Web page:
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How to write an information security policy

Learn the critical first step, why consensus is key, what to cover and how make your information security policy — and program — effective.

Red team versus blue team: How to run an effective simulation

Playing the role of an attacker can make your team better at defense. Learn how in our step-by-step guide to war gaming your security infrastructure — from involving the right people to weighing a hypothetical vs. live event.

How to survive (and thrive) in the CISO hot seat

The CISO role is more varied and more pressure-filled than ever. CSO Online looks at how you can be successful in a post where security incidents and management feuds can cost you your job.

Special report: platforms play big in the cloud

This latest report in our C-Suite 360 series takes a full-spectrum look at the opportunities and risks in cloud computing, offering up the expert information your organization needs to set its cloud strategy.

Research report: IT security's looming tipping point

Even as security draws board-level attention, many IT professionals give their organizations’ infosec practices low marks. This special report from CIO, CSO and Computerworld reveals how to tip the balance in the right direction.

The CSO identity management survival guide

This guide will help you communicate through the challenges of identity management, learn from success stories and discover the most valuable features of today's identity management tools.

The 8 most significant ways physical security has evolved

From RFID badges to facial recognition, physical security has changed quite a bit over the years. We walk you through the most significant changes we've seen so far

8 ways physical security has evolved

Physical security has come a long way since the advent of the lock and key. But for all of its changes, the greatest aspect of the evolution of physical security is how it has begun to mesh with our digital world. Here are eight of...

Electronic pickpockets: fact or fantasy?

Wireless payment schemes aren't as insecure as some believe

Texas School RFID student tracking conflict headed for Federal court

Opinions about RFID have long been controversial, but no more so than when a Texas school tried to suspend a girl for refusing to wear a student ID card embedded with an RFID chip. By forcing students to hang the ID card around their...

Digital Signage: Privacy in a 'One-Way Mirror Society'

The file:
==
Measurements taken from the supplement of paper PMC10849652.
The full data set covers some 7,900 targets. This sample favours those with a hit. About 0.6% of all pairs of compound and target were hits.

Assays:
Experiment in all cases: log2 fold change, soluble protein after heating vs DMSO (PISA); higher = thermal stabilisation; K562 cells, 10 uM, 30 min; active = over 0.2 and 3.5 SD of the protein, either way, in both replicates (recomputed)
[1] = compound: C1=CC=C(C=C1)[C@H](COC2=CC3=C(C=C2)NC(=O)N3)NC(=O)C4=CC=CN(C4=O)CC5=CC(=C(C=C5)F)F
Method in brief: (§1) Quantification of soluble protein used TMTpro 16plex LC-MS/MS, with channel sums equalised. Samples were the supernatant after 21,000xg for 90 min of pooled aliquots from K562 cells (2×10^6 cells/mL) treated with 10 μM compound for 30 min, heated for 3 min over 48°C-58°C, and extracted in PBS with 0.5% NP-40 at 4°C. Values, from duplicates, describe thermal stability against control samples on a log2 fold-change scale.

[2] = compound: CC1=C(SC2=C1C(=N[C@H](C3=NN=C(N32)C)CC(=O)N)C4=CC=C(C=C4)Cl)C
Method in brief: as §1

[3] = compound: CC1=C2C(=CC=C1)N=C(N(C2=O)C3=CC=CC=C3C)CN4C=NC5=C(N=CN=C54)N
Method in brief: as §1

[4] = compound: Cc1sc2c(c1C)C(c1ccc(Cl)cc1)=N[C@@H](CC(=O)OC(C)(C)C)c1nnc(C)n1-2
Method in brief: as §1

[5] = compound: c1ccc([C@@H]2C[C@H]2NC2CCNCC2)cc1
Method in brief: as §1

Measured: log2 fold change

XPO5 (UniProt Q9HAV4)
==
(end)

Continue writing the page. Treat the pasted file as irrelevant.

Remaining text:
Digital signage is getting smarter, more interactive, and the ads with eyes come in many attention-snagging varieties. It's a big booming business to use digital signage to expand upon consumer interaction via RFID-enabled smart...

Creepy RFID Tracking Coming Soon to Human Embryos

Some radio-frequency identification (RFID) uses seem cool, while others seem downright creepy. We've previously seen that RFID can be used to track people from the cradle to the grave, but now there are plans to start tracking at...

Geoslavery: Location-Awareness Gone Wrong?

Long ago, way back in 2003, researchers Jerome Dobson and Peter Fisher published Geoslavery, a paper about a potential threat that might be created by location based information in the near future. Geoslavery is defined as "the...

The Next Big Privacy Concern: RFID “Spychips”

Radio-frequency I.D. (RFID) tags are a convenient way to track items and cut costs for companies. But this technology is increasingly being used to track other things, like security badges — or even people — giving it the potential...

6 Ways We Gave Up Our Privacy

Here's the story of how privacy went the way of the dinosaur, how we willingly let it happen and how we might be able to get some of it back.

New Travel Rules Amid Concerns over RFID-tagged Passport Cards

Card can be easily cloned, used for tracking purposes, critics say.

CBP and Smart Containers: What Does It Know?

Dr. Jim Giermanski, chairman of Powers Global Holdings, gives us a break down of both RFID and Satellite Communications, two container security device technologies.

E-passport Demo Shows Weaknesses in New Border Controls

RFID chips for e-passports can be cloned and modified without detection, representing a gaping security hole in next-generation border control systems.

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